Green building is the fastest-growing trend in our industry, and I am proud to say that the NAHB is leading the way in the effort to make new homes greener and better.
Several years ago, the NAHB set about creating a voluntary system for rating energy and resource efficiency in new homes, renovations, and land development. Now known as the ICC 700 National Green Building Standard, this scoring system uses a color-coded scale to indicate a home or project’s level of “greenness.” To date, it is the only residential green standard to win approval from the American National Standards Institute (ANSI).
The NAHB Research Center, which was instrumental in developing the standard, administers the certification program using expert verifiers throughout the country to ensure that homes meet its requirements.
The scoring system is flexible and can be applied to homes in various geographies and climate zones without compromising the “greenness” of a home or project. To date, more than 1,200 homes nationwide have been certified.
Another indication of our commitment to green building is that more than 5,200 builders, remodelers, and other industry professionals have earned the Certified Green Professional designation since the program began in 2008. Demand for advanced education and professional credentials in the green field is so strong that the NAHB introduced the first course for a new Master Green Professional designation in May during the annual Green Building Conference.
One of the most encouraging trends noted during the conference is that green homes and concepts are becoming increasingly prevalent in the more affordable housing market. With their lower operating costs, green homes are a natural for the affordable market.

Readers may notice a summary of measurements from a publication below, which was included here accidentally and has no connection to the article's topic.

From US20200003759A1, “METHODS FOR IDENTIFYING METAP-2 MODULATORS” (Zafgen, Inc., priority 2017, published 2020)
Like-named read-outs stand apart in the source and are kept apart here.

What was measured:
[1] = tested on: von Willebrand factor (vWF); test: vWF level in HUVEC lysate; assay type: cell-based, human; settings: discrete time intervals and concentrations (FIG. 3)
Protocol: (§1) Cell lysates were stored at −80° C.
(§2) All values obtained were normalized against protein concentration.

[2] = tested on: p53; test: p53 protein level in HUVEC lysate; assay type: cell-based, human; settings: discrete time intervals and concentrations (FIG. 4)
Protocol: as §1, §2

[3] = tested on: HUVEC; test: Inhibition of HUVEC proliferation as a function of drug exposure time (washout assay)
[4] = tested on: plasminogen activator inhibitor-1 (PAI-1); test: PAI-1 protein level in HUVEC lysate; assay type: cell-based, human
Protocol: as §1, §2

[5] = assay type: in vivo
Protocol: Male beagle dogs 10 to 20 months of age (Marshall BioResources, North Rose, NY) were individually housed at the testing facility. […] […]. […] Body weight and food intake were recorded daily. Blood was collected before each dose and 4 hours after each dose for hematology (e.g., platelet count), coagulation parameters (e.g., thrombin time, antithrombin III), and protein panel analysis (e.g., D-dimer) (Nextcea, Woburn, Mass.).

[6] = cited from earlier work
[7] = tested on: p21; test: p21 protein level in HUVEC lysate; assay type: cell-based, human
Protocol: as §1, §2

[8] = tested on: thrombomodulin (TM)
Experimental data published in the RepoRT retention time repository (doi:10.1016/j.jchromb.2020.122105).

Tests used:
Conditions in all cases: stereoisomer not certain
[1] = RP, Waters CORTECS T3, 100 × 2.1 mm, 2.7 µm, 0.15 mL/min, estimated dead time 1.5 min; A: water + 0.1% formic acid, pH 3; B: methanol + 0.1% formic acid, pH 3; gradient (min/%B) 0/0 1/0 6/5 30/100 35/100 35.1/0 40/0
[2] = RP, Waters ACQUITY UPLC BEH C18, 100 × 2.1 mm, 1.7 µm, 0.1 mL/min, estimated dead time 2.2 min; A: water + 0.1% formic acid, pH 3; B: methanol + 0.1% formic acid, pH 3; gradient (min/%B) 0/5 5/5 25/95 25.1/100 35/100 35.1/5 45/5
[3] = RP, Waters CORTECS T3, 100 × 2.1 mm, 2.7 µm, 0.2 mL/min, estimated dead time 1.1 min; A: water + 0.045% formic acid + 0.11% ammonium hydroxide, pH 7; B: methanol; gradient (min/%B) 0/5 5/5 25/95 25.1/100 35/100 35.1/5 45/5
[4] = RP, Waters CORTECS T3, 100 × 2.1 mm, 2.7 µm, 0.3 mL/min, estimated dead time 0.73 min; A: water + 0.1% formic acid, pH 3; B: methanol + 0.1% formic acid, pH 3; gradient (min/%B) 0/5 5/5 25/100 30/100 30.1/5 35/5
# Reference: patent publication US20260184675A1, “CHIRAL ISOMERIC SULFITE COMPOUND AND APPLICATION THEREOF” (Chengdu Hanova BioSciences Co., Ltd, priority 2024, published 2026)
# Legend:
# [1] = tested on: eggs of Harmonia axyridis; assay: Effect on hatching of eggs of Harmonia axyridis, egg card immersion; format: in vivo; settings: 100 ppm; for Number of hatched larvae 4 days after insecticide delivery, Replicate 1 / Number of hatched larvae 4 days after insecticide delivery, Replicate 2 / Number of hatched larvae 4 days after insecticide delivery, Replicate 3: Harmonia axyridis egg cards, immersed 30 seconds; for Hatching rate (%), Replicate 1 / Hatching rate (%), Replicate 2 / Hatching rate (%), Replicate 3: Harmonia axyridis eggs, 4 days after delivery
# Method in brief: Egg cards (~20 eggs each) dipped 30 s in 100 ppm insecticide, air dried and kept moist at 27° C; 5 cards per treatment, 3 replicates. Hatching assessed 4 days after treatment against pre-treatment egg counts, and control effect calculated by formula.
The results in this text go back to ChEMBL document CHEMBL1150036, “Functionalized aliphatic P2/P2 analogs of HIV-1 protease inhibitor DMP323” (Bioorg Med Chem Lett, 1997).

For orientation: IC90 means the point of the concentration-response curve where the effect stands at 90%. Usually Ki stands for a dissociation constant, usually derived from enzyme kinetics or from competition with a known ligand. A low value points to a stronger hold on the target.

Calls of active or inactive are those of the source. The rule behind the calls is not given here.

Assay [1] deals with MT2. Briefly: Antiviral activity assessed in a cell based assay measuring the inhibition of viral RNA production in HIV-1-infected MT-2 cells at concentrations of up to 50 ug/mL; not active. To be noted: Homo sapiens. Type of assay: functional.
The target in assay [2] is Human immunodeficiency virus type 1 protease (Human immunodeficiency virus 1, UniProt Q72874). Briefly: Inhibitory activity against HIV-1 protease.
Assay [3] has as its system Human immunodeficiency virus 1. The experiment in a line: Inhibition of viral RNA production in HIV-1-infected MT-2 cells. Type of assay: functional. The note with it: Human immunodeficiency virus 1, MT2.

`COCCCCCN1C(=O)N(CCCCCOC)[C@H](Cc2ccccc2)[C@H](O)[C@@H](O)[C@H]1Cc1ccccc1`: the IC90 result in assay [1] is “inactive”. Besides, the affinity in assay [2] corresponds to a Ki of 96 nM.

An issue of concern reported at the conference involves appraisals and mortgages that do not reflect the additional savings in operating and maintenance costs that consumers can expect from a green home. The problem is twofold: The majority of appraisers generally do not recognize the value that green features add to the home, and mortgage lenders don’t take the lower energy and maintenance costs into consideration when making loans. The result is that buyers cannot get the full financing that they need to purchase a green home.
To address this issue, the Appraisal Institute has initiated a seminar on green building and is presenting webinars on the subject as well. And in collaboration with a number of groups including the NAHB, the Appraisal Institute, and the U.S. Green Building Council, the National Association of Realtors has created the Green MLS Toolkit. The toolkit is a guide that will help local multiple listing services implement a green initiative that will highlight the “green” attributes of listed homes and make it easier for buyers to identify homes with the features they want. Likewise, having a consistent listing of green features will make it easier for appraisers to see the extra value they add to the property.
The greening of home building represents a fundamental shift in the way that we build new homes, develop new communities, and renovate existing homes. It is definitely a work in progress, and these are just a few of the many issues that the NAHB is addressing in the ongoing effort to move green building into the mainstream.